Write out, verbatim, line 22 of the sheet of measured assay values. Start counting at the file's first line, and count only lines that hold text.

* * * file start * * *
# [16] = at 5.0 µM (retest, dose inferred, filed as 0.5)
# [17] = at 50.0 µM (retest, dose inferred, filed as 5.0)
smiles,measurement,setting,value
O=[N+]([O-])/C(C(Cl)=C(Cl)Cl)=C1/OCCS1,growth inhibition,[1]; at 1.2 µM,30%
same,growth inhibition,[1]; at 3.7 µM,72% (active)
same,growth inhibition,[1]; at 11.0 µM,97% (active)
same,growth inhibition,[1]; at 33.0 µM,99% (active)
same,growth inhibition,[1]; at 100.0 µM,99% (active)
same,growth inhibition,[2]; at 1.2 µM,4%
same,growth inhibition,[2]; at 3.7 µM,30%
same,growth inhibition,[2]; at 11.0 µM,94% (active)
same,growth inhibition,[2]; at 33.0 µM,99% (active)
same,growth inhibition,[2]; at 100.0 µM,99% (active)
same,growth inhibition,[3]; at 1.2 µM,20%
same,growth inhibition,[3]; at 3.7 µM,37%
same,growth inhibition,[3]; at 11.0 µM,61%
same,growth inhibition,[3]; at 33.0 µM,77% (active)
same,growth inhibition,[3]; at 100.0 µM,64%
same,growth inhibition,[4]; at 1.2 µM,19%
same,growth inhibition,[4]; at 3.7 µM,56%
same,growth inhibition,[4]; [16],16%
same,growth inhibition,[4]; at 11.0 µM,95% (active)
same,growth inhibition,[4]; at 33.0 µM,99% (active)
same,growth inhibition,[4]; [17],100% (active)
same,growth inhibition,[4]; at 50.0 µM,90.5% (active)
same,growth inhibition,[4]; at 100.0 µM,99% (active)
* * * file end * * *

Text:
same,growth inhibition,[4]; at 11.0 µM,95% (active)